in such a big world. 6 billion people. 3 billion URLs. Growth
      outpaces our ability to count. The U.S. Library of Congress holds 18
      million books. The U.S. Bureau of Labor Statistics recognizes 770
      occupations. But the United States represents only 4.5% of the world

      A Megaphone for the IA Community

      If nothing else, AIfIA presents an opportunity for us to join forces
      and speak out. We must focus our message. We must carefully select
      our target audiences. And then we must speak loudly and clearly.

      But we hope to go much further than that. If we listen carefully to
      people's reactions, if we involve outsiders in the discussion, if we
      make connections to other communities and disciplines, then we can
      learn how to improve the practice of information architecture.

      Ultimately, our greatest challenge will be execution. Good
      intentions will carry us only so far. In the coming months, to focus
      our collective energy, we'll be developing a business plan for AIfIA.

      We'll be speaking out. We'll be listening carefully. And we'll be
      shaping a strategy and a plan for this new organization. Now is the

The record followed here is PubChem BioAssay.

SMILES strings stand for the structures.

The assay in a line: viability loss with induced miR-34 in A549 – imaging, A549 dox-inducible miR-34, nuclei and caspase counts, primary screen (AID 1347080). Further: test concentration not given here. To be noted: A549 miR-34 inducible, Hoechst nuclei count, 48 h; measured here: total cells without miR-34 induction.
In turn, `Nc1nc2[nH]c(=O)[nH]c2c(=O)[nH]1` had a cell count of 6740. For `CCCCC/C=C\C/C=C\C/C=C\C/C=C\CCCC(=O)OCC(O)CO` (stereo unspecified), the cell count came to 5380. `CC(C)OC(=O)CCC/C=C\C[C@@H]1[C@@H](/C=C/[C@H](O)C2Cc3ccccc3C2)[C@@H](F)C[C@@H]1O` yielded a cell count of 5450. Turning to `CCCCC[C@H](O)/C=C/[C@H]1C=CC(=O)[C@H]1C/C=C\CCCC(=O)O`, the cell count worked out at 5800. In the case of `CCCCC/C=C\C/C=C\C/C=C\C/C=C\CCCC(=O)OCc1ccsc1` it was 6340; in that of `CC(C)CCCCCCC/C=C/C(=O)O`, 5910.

time to enter the conversation. Become a member, a partner, or a
      volunteer. Or simply challenge us by asking difficult and
      provocative questions.

      We hope you'll add your voice to the growing numbers of people all
      around the world who are defining the past, present and future of
      information architecture.

      Appendix I. Information Architecture Definitions

      From the Asilomar Institute for Information Architecture:

      The structural design of shared information environments.

      The art and science of organizing and labeling web sites, intranets,
      online communities and software to support usability and

      An emerging community of practice focused on bringing principles of
      design and architecture to the digital landscape.

      From Information Architecture for the World Wide Web (2nd Edition):